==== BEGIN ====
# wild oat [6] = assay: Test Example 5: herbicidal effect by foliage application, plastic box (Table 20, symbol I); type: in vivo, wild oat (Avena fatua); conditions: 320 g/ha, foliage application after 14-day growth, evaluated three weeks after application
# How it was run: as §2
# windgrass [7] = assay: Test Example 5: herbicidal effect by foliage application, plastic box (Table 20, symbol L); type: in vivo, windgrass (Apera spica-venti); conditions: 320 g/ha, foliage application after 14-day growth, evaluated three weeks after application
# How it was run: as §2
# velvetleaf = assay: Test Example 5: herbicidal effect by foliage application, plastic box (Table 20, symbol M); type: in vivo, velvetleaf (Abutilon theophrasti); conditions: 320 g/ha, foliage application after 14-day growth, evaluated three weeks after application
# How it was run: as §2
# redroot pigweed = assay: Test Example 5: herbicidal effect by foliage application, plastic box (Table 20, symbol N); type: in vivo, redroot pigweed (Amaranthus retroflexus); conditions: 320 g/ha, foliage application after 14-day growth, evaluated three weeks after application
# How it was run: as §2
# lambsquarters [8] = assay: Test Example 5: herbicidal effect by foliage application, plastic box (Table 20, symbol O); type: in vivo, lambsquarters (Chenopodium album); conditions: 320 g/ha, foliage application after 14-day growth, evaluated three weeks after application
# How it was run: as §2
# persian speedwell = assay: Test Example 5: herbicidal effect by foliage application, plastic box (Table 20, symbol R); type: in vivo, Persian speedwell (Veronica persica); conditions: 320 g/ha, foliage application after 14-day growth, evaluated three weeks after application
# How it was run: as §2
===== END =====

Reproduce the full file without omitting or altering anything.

# wild oat [6] = assay: Test Example 5: herbicidal effect by foliage application, plastic box (Table 20, symbol I); type: in vivo, wild oat (Avena fatua); conditions: 320 g/ha, foliage application after 14-day growth, evaluated three weeks after application
# How it was run: as §2
# windgrass [7] = assay: Test Example 5: herbicidal effect by foliage application, plastic box (Table 20, symbol L); type: in vivo, windgrass (Apera spica-venti); conditions: 320 g/ha, foliage application after 14-day growth, evaluated three weeks after application
# How it was run: as §2
# velvetleaf = assay: Test Example 5: herbicidal effect by foliage application, plastic box (Table 20, symbol M); type: in vivo, velvetleaf (Abutilon theophrasti); conditions: 320 g/ha, foliage application after 14-day growth, evaluated three weeks after application
# How it was run: as §2
# redroot pigweed = assay: Test Example 5: herbicidal effect by foliage application, plastic box (Table 20, symbol N); type: in vivo, redroot pigweed (Amaranthus retroflexus); conditions: 320 g/ha, foliage application after 14-day growth, evaluated three weeks after application
# How it was run: as §2
# lambsquarters [8] = assay: Test Example 5: herbicidal effect by foliage application, plastic box (Table 20, symbol O); type: in vivo, lambsquarters (Chenopodium album); conditions: 320 g/ha, foliage application after 14-day growth, evaluated three weeks after application
# How it was run: as §2
# persian speedwell = assay: Test Example 5: herbicidal effect by foliage application, plastic box (Table 20, symbol R); type: in vivo, Persian speedwell (Veronica persica); conditions: 320 g/ha, foliage application after 14-day growth, evaluated three weeks after application
# How it was run: as §2